The “TERF War” has been the latest example consuming my attention for the last 6 years, rising to a crescendo around the J K Rowling and Maya Forstater cases in the last 18 months. But as a I keep saying it’s really an example of a more general problem, a problem that reared it’s head in the 21st C with the example of the God vs Science “Wars” alongside the real physical violence of religious extremism – also labelled a “War on Terror”.
I used to use the “Social Justice Warrior” label (caution – see scare quotes & use of “labels” #GoodFences) and I was reminded why today when Peter Boghossian published the cheat-sheet below:
Based upon feedback from business leaders and government officials, here’s our new:
Combatting Social Justice Rhetoric: A Cheat Sheet for Policy-Makers
— Peter Boghossian (@peterboghossian) July 31, 2021
(To be clear, at this point I’ve not actually read all the text in detail in the PDF, just the general idea. I’ll come back with post-notes if any detail changes my picture.)
I’d stopped using the “SJW” terms in favour of the specific TERF/GC & TRA terminology of the current example, but SJW contains a key word. However radical or reactionary or activist anyone’s take on any of this collection of issues – the warriors are fighting a WAR – binary win or lose by definition. And it’s true of both sides.
The problem I’ve always had with the Boghossian crowd – the radical sceptics – is they represent the “too cock-sure of the science” end of the SJ issues, where “rhetoric” is automatically a pejorative “label” condemning the other side. Both sides adopt the dogmatic “thin end of a wedge” don’t give an inch tactic. The rhetoric, including the rhetorical use of scientific evidence, is weaponised.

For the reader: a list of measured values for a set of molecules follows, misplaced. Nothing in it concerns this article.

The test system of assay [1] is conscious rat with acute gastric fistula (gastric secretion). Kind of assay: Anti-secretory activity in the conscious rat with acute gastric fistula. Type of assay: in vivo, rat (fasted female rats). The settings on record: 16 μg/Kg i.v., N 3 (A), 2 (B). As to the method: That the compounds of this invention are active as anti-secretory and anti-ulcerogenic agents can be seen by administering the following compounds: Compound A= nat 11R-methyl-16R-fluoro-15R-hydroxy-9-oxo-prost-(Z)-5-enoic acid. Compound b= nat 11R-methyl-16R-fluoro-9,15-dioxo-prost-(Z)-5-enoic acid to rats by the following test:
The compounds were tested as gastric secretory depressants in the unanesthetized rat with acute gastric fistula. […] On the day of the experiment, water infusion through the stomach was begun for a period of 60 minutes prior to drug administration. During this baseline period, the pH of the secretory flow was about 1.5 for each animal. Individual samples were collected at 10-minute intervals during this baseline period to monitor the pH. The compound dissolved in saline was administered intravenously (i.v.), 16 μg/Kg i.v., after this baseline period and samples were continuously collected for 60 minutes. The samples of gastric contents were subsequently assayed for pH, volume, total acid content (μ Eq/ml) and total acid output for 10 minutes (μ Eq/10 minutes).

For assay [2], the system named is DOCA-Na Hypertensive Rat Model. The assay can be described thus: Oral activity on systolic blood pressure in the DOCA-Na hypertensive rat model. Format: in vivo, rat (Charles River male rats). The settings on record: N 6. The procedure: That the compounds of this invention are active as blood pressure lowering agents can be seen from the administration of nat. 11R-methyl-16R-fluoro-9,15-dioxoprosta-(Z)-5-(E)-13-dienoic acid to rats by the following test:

Since every topic involves context-dependent subtleties, the proper dialogue needed is lost in the trading of blows and labels in the binary war. Extremism is reinforced by the cycle of “debate”. My agenda continues to be to point out the dogma at both ends and encourage proper dialogue. Dialogue that requires quaint old fashioned (unscientific) human virtues like trust and good faith.
Anyway, Warrior is a reminder of where we’ve gone wrong.
Courtesy of Mark Hammonds on the Teesside Sceptics Facebook page:
“War on terror, war on crime, culture war …
What is the function of such a way of framing if not to discourage and stifle debate about the underlying issues?”
Couldn’t put it better.
Guess all I’m adding to that agenda is that even where there is no conspiratorial intent to use that framing for dubious ends, we all do it accidentally when assuming every day discourse is some kind of “for or against debate” – which it rarely is. The “scientistic meme” has encouraged us all to think in that “if it ain’t true it’s false” binary kinda way. Most unhelpful.
Posted as few times recently that I’m almost feeling like my meta-interest in the “TERF-War” is maybe coming to an end as more sensible voices appear to making progress over the name-callers and maybe I can actually get back to the main writing project, but every few days, I feel like this:
Hat tip @citizen_sane ]